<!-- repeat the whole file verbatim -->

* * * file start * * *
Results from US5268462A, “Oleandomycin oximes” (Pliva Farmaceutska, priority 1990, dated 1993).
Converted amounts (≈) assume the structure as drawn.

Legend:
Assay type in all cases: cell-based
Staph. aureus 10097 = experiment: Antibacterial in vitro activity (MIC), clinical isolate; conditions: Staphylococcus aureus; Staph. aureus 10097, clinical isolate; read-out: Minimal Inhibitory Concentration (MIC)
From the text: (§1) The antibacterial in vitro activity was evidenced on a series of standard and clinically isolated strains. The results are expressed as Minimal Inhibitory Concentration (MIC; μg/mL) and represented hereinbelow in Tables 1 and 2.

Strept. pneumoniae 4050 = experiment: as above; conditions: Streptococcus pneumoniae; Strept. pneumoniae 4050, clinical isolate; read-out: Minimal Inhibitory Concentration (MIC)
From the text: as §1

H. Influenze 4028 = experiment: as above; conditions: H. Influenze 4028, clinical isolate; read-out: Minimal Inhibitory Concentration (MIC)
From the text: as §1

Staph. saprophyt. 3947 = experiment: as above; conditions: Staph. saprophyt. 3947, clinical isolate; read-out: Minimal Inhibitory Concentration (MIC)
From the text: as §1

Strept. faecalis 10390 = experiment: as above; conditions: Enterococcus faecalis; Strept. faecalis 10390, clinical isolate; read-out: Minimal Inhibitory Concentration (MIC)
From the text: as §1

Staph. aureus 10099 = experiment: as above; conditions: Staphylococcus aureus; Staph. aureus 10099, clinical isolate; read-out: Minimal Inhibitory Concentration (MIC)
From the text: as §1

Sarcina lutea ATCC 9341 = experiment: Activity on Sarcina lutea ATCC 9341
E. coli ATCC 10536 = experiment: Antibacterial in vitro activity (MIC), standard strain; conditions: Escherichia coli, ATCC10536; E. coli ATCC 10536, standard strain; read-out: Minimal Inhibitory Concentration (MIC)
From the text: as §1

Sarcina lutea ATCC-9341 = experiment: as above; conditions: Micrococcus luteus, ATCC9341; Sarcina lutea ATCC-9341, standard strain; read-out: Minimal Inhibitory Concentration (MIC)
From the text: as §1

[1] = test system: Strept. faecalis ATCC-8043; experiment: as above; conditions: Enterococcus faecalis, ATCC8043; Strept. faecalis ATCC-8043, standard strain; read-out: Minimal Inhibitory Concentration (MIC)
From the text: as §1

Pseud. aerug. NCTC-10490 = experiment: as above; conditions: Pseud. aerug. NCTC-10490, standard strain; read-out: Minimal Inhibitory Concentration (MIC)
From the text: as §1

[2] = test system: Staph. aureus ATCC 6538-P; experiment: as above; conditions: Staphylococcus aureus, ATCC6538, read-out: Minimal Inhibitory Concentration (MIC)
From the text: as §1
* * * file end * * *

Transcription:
Results from US5268462A, “Oleandomycin oximes” (Pliva Farmaceutska, priority 1990, dated 1993).
Converted amounts (≈) assume the structure as drawn.

Legend:
Assay type in all cases: cell-based
Staph. aureus 10097 = experiment: Antibacterial in vitro activity (MIC), clinical isolate; conditions: Staphylococcus aureus; Staph. aureus 10097, clinical isolate; read-out: Minimal Inhibitory Concentration (MIC)
From the text: (§1) The antibacterial in vitro activity was evidenced on a series of standard and clinically isolated strains. The results are expressed as Minimal Inhibitory Concentration (MIC; μg/mL) and represented hereinbelow in Tables 1 and 2.

Strept. pneumoniae 4050 = experiment: as above; conditions: Streptococcus pneumoniae; Strept. pneumoniae 4050, clinical isolate; read-out: Minimal Inhibitory Concentration (MIC)
From the text: as §1

H. Influenze 4028 = experiment: as above; conditions: H. Influenze 4028, clinical isolate; read-out: Minimal Inhibitory Concentration (MIC)
From the text: as §1

Staph. saprophyt. 3947 = experiment: as above; conditions: Staph. saprophyt. 3947, clinical isolate; read-out: Minimal Inhibitory Concentration (MIC)
From the text: as §1

Strept. faecalis 10390 = experiment: as above; conditions: Enterococcus faecalis; Strept. faecalis 10390, clinical isolate; read-out: Minimal Inhibitory Concentration (MIC)
From the text: as §1

Staph. aureus 10099 = experiment: as above; conditions: Staphylococcus aureus; Staph. aureus 10099, clinical isolate; read-out: Minimal Inhibitory Concentration (MIC)
From the text: as §1

Sarcina lutea ATCC 9341 = experiment: Activity on Sarcina lutea ATCC 9341
E. coli ATCC 10536 = experiment: Antibacterial in vitro activity (MIC), standard strain; conditions: Escherichia coli, ATCC10536; E. coli ATCC 10536, standard strain; read-out: Minimal Inhibitory Concentration (MIC)
From the text: as §1

Sarcina lutea ATCC-9341 = experiment: as above; conditions: Micrococcus luteus, ATCC9341; Sarcina lutea ATCC-9341, standard strain; read-out: Minimal Inhibitory Concentration (MIC)
From the text: as §1

[1] = test system: Strept. faecalis ATCC-8043; experiment: as above; conditions: Enterococcus faecalis, ATCC8043; Strept. faecalis ATCC-8043, standard strain; read-out: Minimal Inhibitory Concentration (MIC)
From the text: as §1

Pseud. aerug. NCTC-10490 = experiment: as above; conditions: Pseud. aerug. NCTC-10490, standard strain; read-out: Minimal Inhibitory Concentration (MIC)
From the text: as §1

[2] = test system: Staph. aureus ATCC 6538-P; experiment: as above; conditions: Staphylococcus aureus, ATCC6538, read-out: Minimal Inhibitory Concentration (MIC)
From the text: as §1